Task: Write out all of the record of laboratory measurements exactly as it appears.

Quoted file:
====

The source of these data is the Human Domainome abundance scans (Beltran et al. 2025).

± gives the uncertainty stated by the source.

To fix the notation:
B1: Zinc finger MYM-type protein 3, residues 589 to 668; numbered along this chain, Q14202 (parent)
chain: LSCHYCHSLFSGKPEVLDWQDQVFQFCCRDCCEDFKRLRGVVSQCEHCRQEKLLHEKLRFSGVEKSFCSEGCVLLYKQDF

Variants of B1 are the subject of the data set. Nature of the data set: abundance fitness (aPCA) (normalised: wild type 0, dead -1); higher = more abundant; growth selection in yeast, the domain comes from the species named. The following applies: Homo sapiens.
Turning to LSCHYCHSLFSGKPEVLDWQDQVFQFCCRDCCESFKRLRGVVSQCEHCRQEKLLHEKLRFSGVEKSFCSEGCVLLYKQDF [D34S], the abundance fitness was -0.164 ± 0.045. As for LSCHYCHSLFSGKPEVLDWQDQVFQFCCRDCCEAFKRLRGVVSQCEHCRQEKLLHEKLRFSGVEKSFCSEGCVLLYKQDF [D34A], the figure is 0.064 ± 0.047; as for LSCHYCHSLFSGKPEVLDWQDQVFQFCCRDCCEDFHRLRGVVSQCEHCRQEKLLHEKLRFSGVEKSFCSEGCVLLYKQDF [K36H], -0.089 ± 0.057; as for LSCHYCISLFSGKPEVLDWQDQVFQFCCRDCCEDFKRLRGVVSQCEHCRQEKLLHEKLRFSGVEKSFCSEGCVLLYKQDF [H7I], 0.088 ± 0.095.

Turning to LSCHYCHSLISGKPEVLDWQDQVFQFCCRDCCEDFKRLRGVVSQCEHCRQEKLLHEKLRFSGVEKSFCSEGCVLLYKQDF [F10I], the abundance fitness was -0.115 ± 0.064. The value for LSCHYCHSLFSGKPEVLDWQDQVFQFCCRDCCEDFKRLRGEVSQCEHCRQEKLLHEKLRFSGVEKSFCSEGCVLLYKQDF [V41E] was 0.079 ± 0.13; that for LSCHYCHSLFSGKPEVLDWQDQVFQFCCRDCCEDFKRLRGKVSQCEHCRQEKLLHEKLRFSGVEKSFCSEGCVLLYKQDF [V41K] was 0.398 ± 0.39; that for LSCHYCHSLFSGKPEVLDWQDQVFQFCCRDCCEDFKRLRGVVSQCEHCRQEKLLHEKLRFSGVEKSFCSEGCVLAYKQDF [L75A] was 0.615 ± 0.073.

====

The source of these data is the Human Domainome abundance scans (Beltran et al. 2025).

± gives the uncertainty stated by the source.

To fix the notation:
B1: Zinc finger MYM-type protein 3, residues 589 to 668; numbered along this chain, Q14202 (parent)
chain: LSCHYCHSLFSGKPEVLDWQDQVFQFCCRDCCEDFKRLRGVVSQCEHCRQEKLLHEKLRFSGVEKSFCSEGCVLLYKQDF

Variants of B1 are the subject of the data set. Nature of the data set: abundance fitness (aPCA) (normalised: wild type 0, dead -1); higher = more abundant; growth selection in yeast, the domain comes from the species named. The following applies: Homo sapiens.
Turning to LSCHYCHSLFSGKPEVLDWQDQVFQFCCRDCCESFKRLRGVVSQCEHCRQEKLLHEKLRFSGVEKSFCSEGCVLLYKQDF [D34S], the abundance fitness was -0.164 ± 0.045. As for LSCHYCHSLFSGKPEVLDWQDQVFQFCCRDCCEAFKRLRGVVSQCEHCRQEKLLHEKLRFSGVEKSFCSEGCVLLYKQDF [D34A], the figure is 0.064 ± 0.047; as for LSCHYCHSLFSGKPEVLDWQDQVFQFCCRDCCEDFHRLRGVVSQCEHCRQEKLLHEKLRFSGVEKSFCSEGCVLLYKQDF [K36H], -0.089 ± 0.057; as for LSCHYCISLFSGKPEVLDWQDQVFQFCCRDCCEDFKRLRGVVSQCEHCRQEKLLHEKLRFSGVEKSFCSEGCVLLYKQDF [H7I], 0.088 ± 0.095.

Turning to LSCHYCHSLISGKPEVLDWQDQVFQFCCRDCCEDFKRLRGVVSQCEHCRQEKLLHEKLRFSGVEKSFCSEGCVLLYKQDF [F10I], the abundance fitness was -0.115 ± 0.064. The value for LSCHYCHSLFSGKPEVLDWQDQVFQFCCRDCCEDFKRLRGEVSQCEHCRQEKLLHEKLRFSGVEKSFCSEGCVLLYKQDF [V41E] was 0.079 ± 0.13; that for LSCHYCHSLFSGKPEVLDWQDQVFQFCCRDCCEDFKRLRGKVSQCEHCRQEKLLHEKLRFSGVEKSFCSEGCVLLYKQDF [V41K] was 0.398 ± 0.39; that for LSCHYCHSLFSGKPEVLDWQDQVFQFCCRDCCEDFKRLRGVVSQCEHCRQEKLLHEKLRFSGVEKSFCSEGCVLAYKQDF [L75A] was 0.615 ± 0.073.